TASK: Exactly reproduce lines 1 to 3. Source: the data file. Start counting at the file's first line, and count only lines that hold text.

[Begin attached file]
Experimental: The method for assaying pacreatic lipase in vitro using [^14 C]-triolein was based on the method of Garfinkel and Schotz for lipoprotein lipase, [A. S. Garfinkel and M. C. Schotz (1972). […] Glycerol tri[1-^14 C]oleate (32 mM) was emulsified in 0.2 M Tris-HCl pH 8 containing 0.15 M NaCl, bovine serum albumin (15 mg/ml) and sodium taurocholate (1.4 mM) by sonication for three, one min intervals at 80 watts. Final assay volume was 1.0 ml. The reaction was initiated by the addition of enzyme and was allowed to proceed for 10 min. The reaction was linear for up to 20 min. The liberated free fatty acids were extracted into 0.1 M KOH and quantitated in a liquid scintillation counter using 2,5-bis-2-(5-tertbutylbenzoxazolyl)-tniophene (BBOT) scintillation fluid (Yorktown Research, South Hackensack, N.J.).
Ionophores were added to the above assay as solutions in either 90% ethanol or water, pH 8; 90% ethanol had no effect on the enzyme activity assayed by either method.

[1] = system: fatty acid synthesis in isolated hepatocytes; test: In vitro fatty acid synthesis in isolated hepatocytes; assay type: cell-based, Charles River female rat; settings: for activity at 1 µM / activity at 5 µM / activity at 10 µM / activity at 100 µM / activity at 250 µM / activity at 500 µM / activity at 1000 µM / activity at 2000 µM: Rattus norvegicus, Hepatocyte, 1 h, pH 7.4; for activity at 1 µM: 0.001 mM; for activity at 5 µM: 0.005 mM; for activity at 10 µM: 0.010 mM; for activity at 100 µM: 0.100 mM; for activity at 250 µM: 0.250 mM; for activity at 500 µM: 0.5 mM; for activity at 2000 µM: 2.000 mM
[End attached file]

Experimental: The method for assaying pacreatic lipase in vitro using [^14 C]-triolein was based on the method of Garfinkel and Schotz for lipoprotein lipase, [A. S. Garfinkel and M. C. Schotz (1972). […] Glycerol tri[1-^14 C]oleate (32 mM) was emulsified in 0.2 M Tris-HCl pH 8 containing 0.15 M NaCl, bovine serum albumin (15 mg/ml) and sodium taurocholate (1.4 mM) by sonication for three, one min intervals at 80 watts. Final assay volume was 1.0 ml. The reaction was initiated by the addition of enzyme and was allowed to proceed for 10 min. The reaction was linear for up to 20 min. The liberated free fatty acids were extracted into 0.1 M KOH and quantitated in a liquid scintillation counter using 2,5-bis-2-(5-tertbutylbenzoxazolyl)-tniophene (BBOT) scintillation fluid (Yorktown Research, South Hackensack, N.J.).
Ionophores were added to the above assay as solutions in either 90% ethanol or water, pH 8; 90% ethanol had no effect on the enzyme activity assayed by either method.

[1] = system: fatty acid synthesis in isolated hepatocytes; test: In vitro fatty acid synthesis in isolated hepatocytes; assay type: cell-based, Charles River female rat; settings: for activity at 1 µM / activity at 5 µM / activity at 10 µM / activity at 100 µM / activity at 250 µM / activity at 500 µM / activity at 1000 µM / activity at 2000 µM: Rattus norvegicus, Hepatocyte, 1 h, pH 7.4; for activity at 1 µM: 0.001 mM; for activity at 5 µM: 0.005 mM; for activity at 10 µM: 0.010 mM; for activity at 100 µM: 0.100 mM; for activity at 250 µM: 0.250 mM; for activity at 500 µM: 0.5 mM; for activity at 2000 µM: 2.000 mM